And the development is on course? Is there a programme for that?
DG: Like every team you have a development programme and ours has been perhaps a little bit delayed in how it started from winter testing but we’ve hit the ground running now we’re racing and we’ve brought developments to the last two races and today we ran new developments as well and we’re happy with how they’re progressing.
James, yesterday you took a protest to the stewards. How disappointed were you with the outcome of that?
JA: It’s been no secret that our team has had some disagreements with what we saw Mercedes to be running. We thought there were strong arguments against such a thing. That’s been rumbling along gently in the background, as everyone knows. We made what we hoped were strong arguments both to Mercedes and to the FIA but didn’t prevail and so with some regret we decided it was worth bringing it before the stewards to settle the matter one way or the other.
I have to say we got a very fair hearing yesterday. The stewards took a lot of time to listen to our arguments and what I hoped were very strong arguments didn’t prevail, but that’s the process and it’s fair enough, just get on with it and accept that we were wrong in our earlier view.
What is the reaction to that? What do you do now? Are you doing to do the same thing?
JA: Just die like a man! Get on with looking at what possibilities are open, having accepted that this is a perfectly OK system to put on the car.
Is it something that you think every technical director will now be looking at?
JA: Well they’ll certainly need to decide whether or not the cost and expense, well it’s not so much expense, the opportunity cost of doing that system is higher than developing the things they had in mind otherwise. And that’s exactly the same choice we’ll face in our team.
Paddy, a question about Lewis’ gearbox. How come it was only discovered yesterday?
PL: Well it’s a bit of a disappointment. We were able to notice a problem as a result of analysing some oil samples that showed a problem that’s developing in the rear of the gearbox. It could still work but the risk of a failure during the race itself is too great and a much greater penalty from that than would come from a five grid place penalty. So very disappointing for everyone, particularly Lewis, to start a race weekend in that way on the back foot. But, y’know, we’ll do the best with what we have. Try to get pole position so that at worst he’ll be in sixth.
On a completely different subject, we have a Mugello test coming up, we haven’t had an in-season test for several years now, to what extent has simulation etc overtaken that? Or is it still invaluable?
PL: It’s still very, very valuable. Simulation has grown a great deal in the last few years and we do depend a lot more on in. In fact it pushes the testing in a slightly different direction, in the same way you saw this morning we were running on Lewis’ car a big sampling array for aerodynamic pressures. We’re using these tools in order to validate our simulations. So we increasingly use testing in order to calibrate the simulations we’re doing in the office. So, it’s very, very important still.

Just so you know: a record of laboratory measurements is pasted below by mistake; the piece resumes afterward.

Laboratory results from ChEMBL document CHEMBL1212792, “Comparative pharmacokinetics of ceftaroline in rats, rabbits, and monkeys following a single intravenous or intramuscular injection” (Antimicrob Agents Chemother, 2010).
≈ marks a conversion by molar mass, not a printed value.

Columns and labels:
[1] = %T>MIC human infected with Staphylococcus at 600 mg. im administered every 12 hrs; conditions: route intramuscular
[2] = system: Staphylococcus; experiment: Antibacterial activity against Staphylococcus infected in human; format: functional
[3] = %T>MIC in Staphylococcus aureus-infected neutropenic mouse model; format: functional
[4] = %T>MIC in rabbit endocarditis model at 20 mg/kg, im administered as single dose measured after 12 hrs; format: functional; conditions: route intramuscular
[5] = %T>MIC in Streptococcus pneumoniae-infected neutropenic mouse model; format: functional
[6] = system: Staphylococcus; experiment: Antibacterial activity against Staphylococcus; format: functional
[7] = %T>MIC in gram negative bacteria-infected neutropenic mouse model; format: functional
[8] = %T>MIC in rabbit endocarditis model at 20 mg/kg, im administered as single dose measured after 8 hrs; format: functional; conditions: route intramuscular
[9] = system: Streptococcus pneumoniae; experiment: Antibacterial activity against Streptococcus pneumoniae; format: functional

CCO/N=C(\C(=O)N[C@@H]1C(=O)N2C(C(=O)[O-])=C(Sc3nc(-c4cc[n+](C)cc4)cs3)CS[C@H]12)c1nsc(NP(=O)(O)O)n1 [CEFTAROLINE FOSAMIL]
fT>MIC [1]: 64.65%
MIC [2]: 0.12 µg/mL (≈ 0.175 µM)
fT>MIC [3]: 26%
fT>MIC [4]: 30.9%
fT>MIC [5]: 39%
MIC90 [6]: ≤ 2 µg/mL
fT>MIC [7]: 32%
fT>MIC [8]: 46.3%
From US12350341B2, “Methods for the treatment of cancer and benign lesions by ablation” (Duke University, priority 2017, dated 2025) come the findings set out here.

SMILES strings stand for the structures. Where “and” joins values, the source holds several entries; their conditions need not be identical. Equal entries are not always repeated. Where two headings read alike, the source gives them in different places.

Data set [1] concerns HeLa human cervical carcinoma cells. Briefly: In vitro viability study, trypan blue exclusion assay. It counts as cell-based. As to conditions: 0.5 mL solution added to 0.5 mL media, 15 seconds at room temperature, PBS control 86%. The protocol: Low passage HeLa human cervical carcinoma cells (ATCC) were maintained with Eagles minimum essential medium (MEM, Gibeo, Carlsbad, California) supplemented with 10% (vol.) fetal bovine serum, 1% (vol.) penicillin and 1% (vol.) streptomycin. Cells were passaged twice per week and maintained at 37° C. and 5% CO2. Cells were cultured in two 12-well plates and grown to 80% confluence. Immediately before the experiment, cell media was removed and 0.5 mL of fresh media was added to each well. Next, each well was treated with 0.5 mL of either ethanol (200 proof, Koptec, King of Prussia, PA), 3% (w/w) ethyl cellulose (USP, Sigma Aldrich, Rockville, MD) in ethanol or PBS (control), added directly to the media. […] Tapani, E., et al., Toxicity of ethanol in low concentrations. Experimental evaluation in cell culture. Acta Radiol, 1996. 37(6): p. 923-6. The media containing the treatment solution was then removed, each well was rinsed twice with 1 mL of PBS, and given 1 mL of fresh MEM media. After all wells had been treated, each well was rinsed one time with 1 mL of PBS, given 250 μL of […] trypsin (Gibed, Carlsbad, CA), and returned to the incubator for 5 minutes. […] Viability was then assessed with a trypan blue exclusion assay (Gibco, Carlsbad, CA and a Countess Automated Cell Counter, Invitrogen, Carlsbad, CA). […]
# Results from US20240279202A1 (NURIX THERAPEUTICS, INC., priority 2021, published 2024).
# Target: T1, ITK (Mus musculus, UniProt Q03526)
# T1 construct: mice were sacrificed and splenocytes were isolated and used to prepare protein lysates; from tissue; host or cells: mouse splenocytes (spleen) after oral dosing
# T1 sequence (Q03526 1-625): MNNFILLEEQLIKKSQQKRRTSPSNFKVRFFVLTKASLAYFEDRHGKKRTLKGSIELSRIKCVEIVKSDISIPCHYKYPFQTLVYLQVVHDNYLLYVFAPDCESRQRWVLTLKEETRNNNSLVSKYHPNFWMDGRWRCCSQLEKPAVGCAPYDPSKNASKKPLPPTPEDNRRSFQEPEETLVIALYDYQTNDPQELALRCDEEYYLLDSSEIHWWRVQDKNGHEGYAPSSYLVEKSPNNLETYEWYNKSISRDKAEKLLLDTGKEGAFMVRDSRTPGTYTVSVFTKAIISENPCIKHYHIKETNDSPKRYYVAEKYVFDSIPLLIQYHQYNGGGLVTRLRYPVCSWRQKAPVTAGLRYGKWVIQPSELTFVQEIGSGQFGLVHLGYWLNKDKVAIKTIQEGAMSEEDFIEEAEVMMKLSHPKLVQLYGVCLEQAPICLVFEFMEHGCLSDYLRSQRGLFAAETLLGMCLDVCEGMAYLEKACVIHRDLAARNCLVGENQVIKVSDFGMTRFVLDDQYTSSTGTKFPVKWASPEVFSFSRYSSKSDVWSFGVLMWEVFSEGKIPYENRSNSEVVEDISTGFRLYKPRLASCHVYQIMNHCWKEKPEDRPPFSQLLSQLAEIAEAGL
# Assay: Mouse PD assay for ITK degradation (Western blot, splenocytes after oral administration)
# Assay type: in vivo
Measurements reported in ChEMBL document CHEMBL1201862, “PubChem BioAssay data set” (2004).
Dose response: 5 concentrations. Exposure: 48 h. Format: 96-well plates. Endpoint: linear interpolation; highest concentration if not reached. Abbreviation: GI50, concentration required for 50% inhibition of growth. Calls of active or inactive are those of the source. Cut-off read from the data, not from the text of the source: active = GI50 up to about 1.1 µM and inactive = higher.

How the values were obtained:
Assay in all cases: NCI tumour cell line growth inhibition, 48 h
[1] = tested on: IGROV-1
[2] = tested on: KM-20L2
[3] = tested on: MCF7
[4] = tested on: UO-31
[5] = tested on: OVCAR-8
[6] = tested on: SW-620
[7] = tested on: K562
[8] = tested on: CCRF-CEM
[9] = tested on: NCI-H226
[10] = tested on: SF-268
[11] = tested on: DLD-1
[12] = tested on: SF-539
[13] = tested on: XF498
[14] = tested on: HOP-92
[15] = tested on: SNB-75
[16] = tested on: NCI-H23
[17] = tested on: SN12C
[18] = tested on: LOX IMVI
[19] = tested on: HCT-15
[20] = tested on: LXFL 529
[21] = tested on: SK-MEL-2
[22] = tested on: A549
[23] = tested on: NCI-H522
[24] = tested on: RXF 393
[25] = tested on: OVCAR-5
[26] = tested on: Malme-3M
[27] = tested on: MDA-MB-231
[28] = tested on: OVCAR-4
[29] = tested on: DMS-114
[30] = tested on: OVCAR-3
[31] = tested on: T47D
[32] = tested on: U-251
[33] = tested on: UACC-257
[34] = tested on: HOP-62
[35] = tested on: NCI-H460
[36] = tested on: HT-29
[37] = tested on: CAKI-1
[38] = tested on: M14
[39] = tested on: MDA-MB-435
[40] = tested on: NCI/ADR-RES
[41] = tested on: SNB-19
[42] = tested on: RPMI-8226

I think what’s happened is that we’ve moved the testing bias towards Fridays rather than the tests that used to occur between each race. We get the job done, we just do it probably more efficiently really by using the race practice. Mugello will allow a few other things. It’s a redistribution of where we put the effort.
We used to have that test in the pre-season period. That’s been moved to April. It allows us to do a few different things mid-season that we wouldn’t have been able to do. It’s a lot more work actually, that we haven’t been used to but it helps us make a step mid-season.
Pat, obviously the problems with the car. How fundamental are those problems?
PF: I think we have a reasonable understanding of them and the areas we need to be working on. It’s like all these things, there’s never a golden bullet, it’s not a light switch you can turn on. You might have the idea of, ‘OK, that’s the problem’ but it’s hard work to try and fix it. And you’re not going to change it around in a week. Everyone is working very hard to fix all those issues and then get back on a sensible development curve.
And really you discovered those problems some time ago. Is it a surprise not to have seen more bits on the car since the last race?
PF: I think there’s a number of different issues that we’ve had, the most obvious one from the early testing was the exhaust system where we were struggling with what that was doing to the rear tyres. I think we now understand that and are on top of that, though we haven’t run that style exhaust system since the first Barcelona test.
The other areas have come to light where we knew we had the problems [but] we didn’t know where and we were really learning that through the last Barcelona test. And then to fix problems it’s not the work of a minute. Here there are quite a few new parts on the car. There will be another set of updates, bigger updates, coming through for Barcelona. It’s a race of upgrading. We’ve got a lot of upgrades coming through but so does everyone else around this table.